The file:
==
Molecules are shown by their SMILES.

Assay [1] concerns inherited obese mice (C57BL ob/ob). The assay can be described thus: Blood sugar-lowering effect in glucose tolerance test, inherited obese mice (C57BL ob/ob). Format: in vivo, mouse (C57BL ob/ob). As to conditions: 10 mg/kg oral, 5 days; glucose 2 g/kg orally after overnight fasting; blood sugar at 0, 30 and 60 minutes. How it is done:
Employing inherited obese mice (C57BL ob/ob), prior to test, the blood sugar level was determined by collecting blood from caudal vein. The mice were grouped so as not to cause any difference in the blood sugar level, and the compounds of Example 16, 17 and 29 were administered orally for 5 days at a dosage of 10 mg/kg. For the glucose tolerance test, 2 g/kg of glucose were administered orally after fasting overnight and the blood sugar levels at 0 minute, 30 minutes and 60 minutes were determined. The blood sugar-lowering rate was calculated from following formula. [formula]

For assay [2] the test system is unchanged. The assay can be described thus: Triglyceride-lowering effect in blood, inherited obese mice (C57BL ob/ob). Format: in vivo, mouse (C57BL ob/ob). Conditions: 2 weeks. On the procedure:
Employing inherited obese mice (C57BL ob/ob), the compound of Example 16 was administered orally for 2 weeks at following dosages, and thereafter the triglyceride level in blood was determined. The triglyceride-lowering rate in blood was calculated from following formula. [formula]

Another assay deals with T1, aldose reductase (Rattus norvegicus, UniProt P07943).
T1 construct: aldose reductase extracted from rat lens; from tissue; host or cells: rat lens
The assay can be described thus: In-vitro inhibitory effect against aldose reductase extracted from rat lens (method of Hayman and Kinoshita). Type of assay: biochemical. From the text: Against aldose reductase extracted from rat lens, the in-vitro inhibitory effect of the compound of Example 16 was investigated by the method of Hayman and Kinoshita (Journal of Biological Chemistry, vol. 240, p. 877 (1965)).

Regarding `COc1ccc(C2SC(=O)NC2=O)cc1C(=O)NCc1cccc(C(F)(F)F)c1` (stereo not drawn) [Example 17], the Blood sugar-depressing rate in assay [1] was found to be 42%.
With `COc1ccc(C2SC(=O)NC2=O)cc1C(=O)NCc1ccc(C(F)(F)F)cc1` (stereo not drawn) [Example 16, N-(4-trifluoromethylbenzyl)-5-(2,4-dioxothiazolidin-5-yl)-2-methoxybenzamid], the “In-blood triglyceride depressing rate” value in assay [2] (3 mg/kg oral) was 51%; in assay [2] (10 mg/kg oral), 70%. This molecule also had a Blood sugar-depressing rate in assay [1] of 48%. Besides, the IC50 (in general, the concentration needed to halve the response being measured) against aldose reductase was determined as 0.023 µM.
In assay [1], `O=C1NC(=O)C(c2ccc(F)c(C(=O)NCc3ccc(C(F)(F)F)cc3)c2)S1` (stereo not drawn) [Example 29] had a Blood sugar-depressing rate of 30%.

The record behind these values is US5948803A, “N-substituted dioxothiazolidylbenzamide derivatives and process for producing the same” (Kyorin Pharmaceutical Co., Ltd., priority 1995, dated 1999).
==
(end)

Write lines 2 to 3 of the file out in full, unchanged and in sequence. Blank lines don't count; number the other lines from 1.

Assay [1] concerns inherited obese mice (C57BL ob/ob). The assay can be described thus: Blood sugar-lowering effect in glucose tolerance test, inherited obese mice (C57BL ob/ob). Format: in vivo, mouse (C57BL ob/ob). As to conditions: 10 mg/kg oral, 5 days; glucose 2 g/kg orally after overnight fasting; blood sugar at 0, 30 and 60 minutes. How it is done:
Employing inherited obese mice (C57BL ob/ob), prior to test, the blood sugar level was determined by collecting blood from caudal vein. The mice were grouped so as not to cause any difference in the blood sugar level, and the compounds of Example 16, 17 and 29 were administered orally for 5 days at a dosage of 10 mg/kg. For the glucose tolerance test, 2 g/kg of glucose were administered orally after fasting overnight and the blood sugar levels at 0 minute, 30 minutes and 60 minutes were determined. The blood sugar-lowering rate was calculated from following formula. [formula]